Glass confirmed that the IPCC will examine whether police officers had committed perjury and perverted the course of justice following the disaster.
She said the inquiry will examine the circumstances surrounding the amendments to police statements and look at allegations that misleading information was passed to the media, politicians and previous inquiries in an attempt to deflect blame from the police onto Liverpool supporters.
The actions of police officers will come under scrutiny after the independent report revealed the blood alcohol levels of victims had been checked and Police National Computer checks on them undertaken in an attempt to sully their reputations.
Another element of the inquiry will focus on the role of West Midlands Police and its 1989 investigation into the disaster, and Chris Sims, the chief constable of the force, welcomed the IPCC's decision to announce the inquiry.
He said: "As chief constable, I read the Hillsborough Independent Panel report and immediately referred West Midlands Police to the IPCC. Today, the IPCC have accepted that referral, and West Midlands Police will give their full support to the IPCC investigation."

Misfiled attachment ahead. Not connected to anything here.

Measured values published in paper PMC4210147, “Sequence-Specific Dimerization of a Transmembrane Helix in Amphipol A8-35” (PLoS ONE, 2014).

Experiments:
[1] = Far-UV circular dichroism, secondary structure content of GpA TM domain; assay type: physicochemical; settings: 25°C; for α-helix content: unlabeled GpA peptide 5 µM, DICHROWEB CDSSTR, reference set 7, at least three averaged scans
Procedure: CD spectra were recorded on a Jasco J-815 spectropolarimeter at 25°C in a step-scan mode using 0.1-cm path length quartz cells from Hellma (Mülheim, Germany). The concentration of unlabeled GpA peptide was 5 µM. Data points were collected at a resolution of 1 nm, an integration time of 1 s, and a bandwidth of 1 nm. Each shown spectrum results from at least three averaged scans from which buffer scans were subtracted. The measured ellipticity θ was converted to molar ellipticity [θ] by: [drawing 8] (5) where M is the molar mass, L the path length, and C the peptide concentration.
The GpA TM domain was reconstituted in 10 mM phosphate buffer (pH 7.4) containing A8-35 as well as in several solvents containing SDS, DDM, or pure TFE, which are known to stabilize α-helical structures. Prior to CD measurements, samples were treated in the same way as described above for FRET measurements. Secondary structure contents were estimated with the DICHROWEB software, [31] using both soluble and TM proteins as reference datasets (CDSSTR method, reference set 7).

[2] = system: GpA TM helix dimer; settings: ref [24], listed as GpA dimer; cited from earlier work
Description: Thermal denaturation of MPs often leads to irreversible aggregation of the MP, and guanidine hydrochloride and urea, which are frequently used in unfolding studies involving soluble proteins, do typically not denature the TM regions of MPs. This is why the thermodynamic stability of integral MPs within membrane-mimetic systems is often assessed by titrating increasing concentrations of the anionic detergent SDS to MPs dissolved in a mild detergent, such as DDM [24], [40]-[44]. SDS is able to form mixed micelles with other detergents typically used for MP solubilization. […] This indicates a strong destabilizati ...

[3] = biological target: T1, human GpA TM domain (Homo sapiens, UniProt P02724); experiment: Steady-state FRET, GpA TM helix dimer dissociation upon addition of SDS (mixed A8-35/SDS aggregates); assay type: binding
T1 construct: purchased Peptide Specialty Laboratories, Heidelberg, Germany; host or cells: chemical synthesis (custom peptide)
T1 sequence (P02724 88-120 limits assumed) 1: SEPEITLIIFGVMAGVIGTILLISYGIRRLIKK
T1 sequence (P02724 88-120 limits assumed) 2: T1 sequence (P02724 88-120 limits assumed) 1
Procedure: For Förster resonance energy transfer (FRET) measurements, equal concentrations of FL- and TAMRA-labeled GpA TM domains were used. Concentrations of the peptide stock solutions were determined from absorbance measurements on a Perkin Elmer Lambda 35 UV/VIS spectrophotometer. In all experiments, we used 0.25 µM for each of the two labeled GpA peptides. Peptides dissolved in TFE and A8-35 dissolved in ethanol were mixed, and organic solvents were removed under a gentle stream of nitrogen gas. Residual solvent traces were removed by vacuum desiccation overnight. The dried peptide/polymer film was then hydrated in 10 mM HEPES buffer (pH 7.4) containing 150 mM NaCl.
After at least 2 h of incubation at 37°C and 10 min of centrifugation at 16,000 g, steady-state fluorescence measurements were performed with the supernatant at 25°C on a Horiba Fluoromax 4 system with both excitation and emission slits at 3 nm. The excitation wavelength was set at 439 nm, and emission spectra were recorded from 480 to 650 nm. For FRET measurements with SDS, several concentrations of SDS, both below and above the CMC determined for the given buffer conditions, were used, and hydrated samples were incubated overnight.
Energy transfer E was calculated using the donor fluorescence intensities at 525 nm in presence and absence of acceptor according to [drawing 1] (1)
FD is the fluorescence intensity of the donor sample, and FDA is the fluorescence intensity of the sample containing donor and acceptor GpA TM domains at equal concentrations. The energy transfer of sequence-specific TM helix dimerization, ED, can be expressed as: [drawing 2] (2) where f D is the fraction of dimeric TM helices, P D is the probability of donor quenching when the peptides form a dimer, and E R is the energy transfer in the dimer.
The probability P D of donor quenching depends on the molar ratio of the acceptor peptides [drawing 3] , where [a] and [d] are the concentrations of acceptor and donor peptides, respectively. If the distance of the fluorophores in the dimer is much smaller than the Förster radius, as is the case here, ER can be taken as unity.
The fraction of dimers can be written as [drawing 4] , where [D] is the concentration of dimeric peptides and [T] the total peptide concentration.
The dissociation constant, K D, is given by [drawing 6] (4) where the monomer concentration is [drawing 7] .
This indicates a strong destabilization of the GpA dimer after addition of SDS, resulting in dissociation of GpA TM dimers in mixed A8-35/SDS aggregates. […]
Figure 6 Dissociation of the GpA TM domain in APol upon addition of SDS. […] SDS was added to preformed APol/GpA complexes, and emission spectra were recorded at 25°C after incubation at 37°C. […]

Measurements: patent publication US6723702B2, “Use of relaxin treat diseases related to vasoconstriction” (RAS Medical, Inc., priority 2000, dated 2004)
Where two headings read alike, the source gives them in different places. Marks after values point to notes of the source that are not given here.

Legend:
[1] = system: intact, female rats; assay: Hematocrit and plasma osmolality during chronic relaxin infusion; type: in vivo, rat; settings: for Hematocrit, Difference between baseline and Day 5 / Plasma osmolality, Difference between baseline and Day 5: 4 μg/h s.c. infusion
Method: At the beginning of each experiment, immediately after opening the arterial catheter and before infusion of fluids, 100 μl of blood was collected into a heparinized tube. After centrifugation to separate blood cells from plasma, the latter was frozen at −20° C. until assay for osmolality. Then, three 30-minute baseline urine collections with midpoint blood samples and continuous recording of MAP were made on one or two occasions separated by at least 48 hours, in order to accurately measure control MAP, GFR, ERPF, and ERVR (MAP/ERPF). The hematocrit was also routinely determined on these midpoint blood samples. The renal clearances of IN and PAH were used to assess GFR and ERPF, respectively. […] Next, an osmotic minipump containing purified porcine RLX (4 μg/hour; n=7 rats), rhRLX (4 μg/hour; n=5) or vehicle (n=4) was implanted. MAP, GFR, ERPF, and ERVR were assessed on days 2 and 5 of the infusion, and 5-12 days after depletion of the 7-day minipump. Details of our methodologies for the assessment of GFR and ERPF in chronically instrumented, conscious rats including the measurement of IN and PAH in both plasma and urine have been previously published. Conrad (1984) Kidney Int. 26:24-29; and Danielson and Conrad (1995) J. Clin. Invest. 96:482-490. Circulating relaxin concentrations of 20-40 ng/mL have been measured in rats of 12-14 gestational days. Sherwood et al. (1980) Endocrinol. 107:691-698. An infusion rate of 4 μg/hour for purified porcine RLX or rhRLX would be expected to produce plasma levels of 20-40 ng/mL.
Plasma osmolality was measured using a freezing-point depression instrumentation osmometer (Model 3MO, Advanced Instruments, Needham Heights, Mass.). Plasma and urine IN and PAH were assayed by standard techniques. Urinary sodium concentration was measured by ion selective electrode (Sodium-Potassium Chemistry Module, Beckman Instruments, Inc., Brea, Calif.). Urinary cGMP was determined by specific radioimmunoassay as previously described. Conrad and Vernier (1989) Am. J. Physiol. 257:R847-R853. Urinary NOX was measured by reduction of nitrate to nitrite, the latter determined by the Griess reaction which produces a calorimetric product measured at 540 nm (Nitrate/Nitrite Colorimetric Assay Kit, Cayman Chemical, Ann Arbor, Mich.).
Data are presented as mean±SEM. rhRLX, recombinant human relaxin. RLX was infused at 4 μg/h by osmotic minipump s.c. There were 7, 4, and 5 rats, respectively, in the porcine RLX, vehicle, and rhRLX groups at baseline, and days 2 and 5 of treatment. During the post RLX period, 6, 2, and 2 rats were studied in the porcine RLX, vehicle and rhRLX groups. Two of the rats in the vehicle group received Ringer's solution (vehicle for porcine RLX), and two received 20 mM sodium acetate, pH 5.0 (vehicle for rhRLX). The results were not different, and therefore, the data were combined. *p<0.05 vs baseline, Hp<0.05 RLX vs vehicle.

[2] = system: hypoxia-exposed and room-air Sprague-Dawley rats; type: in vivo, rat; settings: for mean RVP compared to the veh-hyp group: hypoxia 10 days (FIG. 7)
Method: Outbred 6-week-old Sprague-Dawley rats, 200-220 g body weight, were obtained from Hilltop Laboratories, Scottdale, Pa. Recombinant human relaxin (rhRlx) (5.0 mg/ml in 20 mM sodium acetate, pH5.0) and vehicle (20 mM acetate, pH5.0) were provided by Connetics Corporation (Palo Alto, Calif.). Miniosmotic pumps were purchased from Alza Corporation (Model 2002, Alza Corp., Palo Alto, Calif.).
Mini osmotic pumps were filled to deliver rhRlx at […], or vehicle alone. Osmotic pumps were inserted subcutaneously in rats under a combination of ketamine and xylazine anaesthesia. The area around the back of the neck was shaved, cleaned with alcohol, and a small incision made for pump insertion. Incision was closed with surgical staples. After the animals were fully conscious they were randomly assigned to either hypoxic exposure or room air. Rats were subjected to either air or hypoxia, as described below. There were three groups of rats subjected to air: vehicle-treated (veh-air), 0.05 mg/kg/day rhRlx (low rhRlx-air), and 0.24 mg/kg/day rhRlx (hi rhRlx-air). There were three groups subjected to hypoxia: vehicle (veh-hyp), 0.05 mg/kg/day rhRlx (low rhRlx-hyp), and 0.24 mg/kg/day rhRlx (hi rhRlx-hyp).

The Attorney General, Dominic Grieve, will consider whether to apply to the High Court to quash the original inquest verdicts on the 96 people who died and seek new inquests.
Glass said: "Justice demands that we do whatever is possible to investigate culpability for any offence that may have been committed, and to do so thoroughly and fairly.
"The families [of the dead] have already waited for 23 years. I want to give them my assurance that we will do everything in our power to investigate these serious and disturbing allegations with the careful and robust scrutiny they deserve."
Margaret Aspinall, the chair of the Hillsborough Family Support Group (HFSC), told BBC News that she welcomed the investigation, saying: "I'm very pleased with what I've heard so far. We've had the truth, now we're starting the search for justice.
"We have more waiting ahead of us, but we have had 23 years of waiting. I'm hoping it's going to be sooner rather than later, as I'm a lot older now. I was a relatively young woman at the time. I'm now an old age pensioner."
Anne Williams, whose 15-year-old son Kevin died in the disaster, said: "This is really good news – good news that they are moving quickly to save us any more heartache. I welcome it. I know it's going to be a long process, but at least they are getting the ball moving."
The Mayor of Liverpool, Joe Anderson, said the announcement "sets the wheels in motion at long last" and welcomed the news that former and serving South Yorkshire Police officers including Bettison will be investigated.
He added: "The part he and others played, revealed by the independent panel's report, showed that there must be a full investigation into their role in the cover-up.
"I sincerely hope that no stone will be left unturned in delivering the outcome that the families deserve."